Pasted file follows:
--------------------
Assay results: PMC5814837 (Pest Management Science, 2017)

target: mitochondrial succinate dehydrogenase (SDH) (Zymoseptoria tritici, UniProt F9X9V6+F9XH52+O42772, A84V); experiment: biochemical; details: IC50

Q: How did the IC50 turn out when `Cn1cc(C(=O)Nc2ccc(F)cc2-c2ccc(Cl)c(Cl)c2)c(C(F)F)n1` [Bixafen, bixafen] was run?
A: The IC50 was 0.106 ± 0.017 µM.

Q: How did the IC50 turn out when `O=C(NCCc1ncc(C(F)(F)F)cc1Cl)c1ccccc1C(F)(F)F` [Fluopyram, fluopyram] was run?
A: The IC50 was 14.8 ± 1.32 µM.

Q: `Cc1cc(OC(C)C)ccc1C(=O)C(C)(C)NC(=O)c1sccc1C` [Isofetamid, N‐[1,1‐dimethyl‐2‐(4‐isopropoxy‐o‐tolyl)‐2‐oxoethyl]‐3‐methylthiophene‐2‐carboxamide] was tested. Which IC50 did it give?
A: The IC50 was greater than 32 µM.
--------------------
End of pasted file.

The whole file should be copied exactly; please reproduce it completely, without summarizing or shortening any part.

Assay results: PMC5814837 (Pest Management Science, 2017)

target: mitochondrial succinate dehydrogenase (SDH) (Zymoseptoria tritici, UniProt F9X9V6+F9XH52+O42772, A84V); experiment: biochemical; details: IC50

Q: How did the IC50 turn out when `Cn1cc(C(=O)Nc2ccc(F)cc2-c2ccc(Cl)c(Cl)c2)c(C(F)F)n1` [Bixafen, bixafen] was run?
A: The IC50 was 0.106 ± 0.017 µM.

Q: How did the IC50 turn out when `O=C(NCCc1ncc(C(F)(F)F)cc1Cl)c1ccccc1C(F)(F)F` [Fluopyram, fluopyram] was run?
A: The IC50 was 14.8 ± 1.32 µM.

Q: `Cc1cc(OC(C)C)ccc1C(=O)C(C)(C)NC(=O)c1sccc1C` [Isofetamid, N‐[1,1‐dimethyl‐2‐(4‐isopropoxy‐o‐tolyl)‐2‐oxoethyl]‐3‐methylthiophene‐2‐carboxamide] was tested. Which IC50 did it give?
A: The IC50 was greater than 32 µM.